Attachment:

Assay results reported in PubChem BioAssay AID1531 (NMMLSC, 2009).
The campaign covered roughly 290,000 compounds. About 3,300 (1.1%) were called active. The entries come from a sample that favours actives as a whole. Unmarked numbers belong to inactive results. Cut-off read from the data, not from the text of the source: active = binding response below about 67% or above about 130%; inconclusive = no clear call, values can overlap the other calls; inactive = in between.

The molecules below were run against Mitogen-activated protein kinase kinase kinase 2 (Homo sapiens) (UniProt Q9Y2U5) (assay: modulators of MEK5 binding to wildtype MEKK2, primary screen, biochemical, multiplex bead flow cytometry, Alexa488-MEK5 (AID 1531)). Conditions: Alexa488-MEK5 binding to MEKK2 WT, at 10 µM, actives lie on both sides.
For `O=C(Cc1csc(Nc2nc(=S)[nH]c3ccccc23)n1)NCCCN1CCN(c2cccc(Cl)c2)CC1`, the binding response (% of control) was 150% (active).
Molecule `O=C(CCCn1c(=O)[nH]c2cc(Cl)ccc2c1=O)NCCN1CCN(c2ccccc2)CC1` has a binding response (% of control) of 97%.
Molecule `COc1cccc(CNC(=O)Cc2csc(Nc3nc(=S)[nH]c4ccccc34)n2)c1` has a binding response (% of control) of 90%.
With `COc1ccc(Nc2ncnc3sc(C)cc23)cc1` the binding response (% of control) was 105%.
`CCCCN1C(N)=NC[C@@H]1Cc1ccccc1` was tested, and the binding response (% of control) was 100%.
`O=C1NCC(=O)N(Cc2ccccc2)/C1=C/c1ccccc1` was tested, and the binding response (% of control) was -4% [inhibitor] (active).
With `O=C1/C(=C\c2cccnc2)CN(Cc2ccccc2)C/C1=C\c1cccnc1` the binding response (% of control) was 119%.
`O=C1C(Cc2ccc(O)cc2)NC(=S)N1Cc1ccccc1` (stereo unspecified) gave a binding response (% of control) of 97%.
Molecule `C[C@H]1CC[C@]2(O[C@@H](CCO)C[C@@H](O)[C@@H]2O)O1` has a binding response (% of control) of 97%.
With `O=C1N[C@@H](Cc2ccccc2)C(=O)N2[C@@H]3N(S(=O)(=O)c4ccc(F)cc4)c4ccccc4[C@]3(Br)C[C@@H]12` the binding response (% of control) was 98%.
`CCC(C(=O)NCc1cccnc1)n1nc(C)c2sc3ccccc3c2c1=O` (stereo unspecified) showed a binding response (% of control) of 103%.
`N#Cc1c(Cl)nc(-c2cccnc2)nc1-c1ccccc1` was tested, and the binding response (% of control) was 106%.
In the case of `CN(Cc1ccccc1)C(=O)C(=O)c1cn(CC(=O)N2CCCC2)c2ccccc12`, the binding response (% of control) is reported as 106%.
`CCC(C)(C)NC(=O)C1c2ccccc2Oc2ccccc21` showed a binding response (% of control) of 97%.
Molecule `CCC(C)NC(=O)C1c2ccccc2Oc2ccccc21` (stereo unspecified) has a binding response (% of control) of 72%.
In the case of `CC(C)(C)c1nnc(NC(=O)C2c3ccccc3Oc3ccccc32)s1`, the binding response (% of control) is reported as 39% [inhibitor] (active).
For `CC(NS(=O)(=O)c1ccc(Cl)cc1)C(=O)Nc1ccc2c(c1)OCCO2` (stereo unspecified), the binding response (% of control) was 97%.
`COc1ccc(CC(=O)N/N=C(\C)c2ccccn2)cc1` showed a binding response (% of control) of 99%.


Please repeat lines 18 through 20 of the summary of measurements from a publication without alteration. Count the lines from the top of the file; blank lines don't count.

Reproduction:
Molecule `CCC(C)NC(=O)C1c2ccccc2Oc2ccccc21` (stereo unspecified) has a binding response (% of control) of 72%.
In the case of `CC(C)(C)c1nnc(NC(=O)C2c3ccccc3Oc3ccccc32)s1`, the binding response (% of control) is reported as 39% [inhibitor] (active).
For `CC(NS(=O)(=O)c1ccc(Cl)cc1)C(=O)Nc1ccc2c(c1)OCCO2` (stereo unspecified), the binding response (% of control) was 97%.